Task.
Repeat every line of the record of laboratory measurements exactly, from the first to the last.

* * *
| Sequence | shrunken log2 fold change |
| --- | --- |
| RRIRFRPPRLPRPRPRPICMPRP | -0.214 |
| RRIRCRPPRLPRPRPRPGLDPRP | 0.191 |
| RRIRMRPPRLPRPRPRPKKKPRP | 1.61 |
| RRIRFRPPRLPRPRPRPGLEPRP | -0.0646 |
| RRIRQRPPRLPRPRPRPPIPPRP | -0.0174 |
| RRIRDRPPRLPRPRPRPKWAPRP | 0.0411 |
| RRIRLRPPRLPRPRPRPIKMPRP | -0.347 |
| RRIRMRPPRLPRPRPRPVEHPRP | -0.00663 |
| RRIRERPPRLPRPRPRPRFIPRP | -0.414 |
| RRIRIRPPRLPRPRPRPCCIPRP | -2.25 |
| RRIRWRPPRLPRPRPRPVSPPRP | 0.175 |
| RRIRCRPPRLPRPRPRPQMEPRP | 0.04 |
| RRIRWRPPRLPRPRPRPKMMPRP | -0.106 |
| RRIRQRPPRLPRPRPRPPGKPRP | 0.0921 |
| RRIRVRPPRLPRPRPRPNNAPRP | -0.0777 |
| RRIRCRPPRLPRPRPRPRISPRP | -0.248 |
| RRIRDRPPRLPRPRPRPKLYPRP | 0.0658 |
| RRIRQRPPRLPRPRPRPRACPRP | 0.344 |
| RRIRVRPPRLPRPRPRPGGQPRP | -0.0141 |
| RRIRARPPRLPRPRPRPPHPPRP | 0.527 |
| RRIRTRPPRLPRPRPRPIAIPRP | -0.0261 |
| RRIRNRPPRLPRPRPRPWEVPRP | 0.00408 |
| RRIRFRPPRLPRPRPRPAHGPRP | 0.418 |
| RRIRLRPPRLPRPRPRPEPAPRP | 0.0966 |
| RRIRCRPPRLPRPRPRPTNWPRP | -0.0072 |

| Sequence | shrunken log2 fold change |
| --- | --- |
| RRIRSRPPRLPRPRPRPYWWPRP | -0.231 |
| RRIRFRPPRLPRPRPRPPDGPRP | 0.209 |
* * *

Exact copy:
| Sequence | shrunken log2 fold change |
| --- | --- |
| RRIRFRPPRLPRPRPRPICMPRP | -0.214 |
| RRIRCRPPRLPRPRPRPGLDPRP | 0.191 |
| RRIRMRPPRLPRPRPRPKKKPRP | 1.61 |
| RRIRFRPPRLPRPRPRPGLEPRP | -0.0646 |
| RRIRQRPPRLPRPRPRPPIPPRP | -0.0174 |
| RRIRDRPPRLPRPRPRPKWAPRP | 0.0411 |
| RRIRLRPPRLPRPRPRPIKMPRP | -0.347 |
| RRIRMRPPRLPRPRPRPVEHPRP | -0.00663 |
| RRIRERPPRLPRPRPRPRFIPRP | -0.414 |
| RRIRIRPPRLPRPRPRPCCIPRP | -2.25 |
| RRIRWRPPRLPRPRPRPVSPPRP | 0.175 |
| RRIRCRPPRLPRPRPRPQMEPRP | 0.04 |
| RRIRWRPPRLPRPRPRPKMMPRP | -0.106 |
| RRIRQRPPRLPRPRPRPPGKPRP | 0.0921 |
| RRIRVRPPRLPRPRPRPNNAPRP | -0.0777 |
| RRIRCRPPRLPRPRPRPRISPRP | -0.248 |
| RRIRDRPPRLPRPRPRPKLYPRP | 0.0658 |
| RRIRQRPPRLPRPRPRPRACPRP | 0.344 |
| RRIRVRPPRLPRPRPRPGGQPRP | -0.0141 |
| RRIRARPPRLPRPRPRPPHPPRP | 0.527 |
| RRIRTRPPRLPRPRPRPIAIPRP | -0.0261 |
| RRIRNRPPRLPRPRPRPWEVPRP | 0.00408 |
| RRIRFRPPRLPRPRPRPAHGPRP | 0.418 |
| RRIRLRPPRLPRPRPRPEPAPRP | 0.0966 |
| RRIRCRPPRLPRPRPRPTNWPRP | -0.0072 |

| Sequence | shrunken log2 fold change |
| --- | --- |
| RRIRSRPPRLPRPRPRPYWWPRP | -0.231 |
| RRIRFRPPRLPRPRPRPPDGPRP | 0.209 |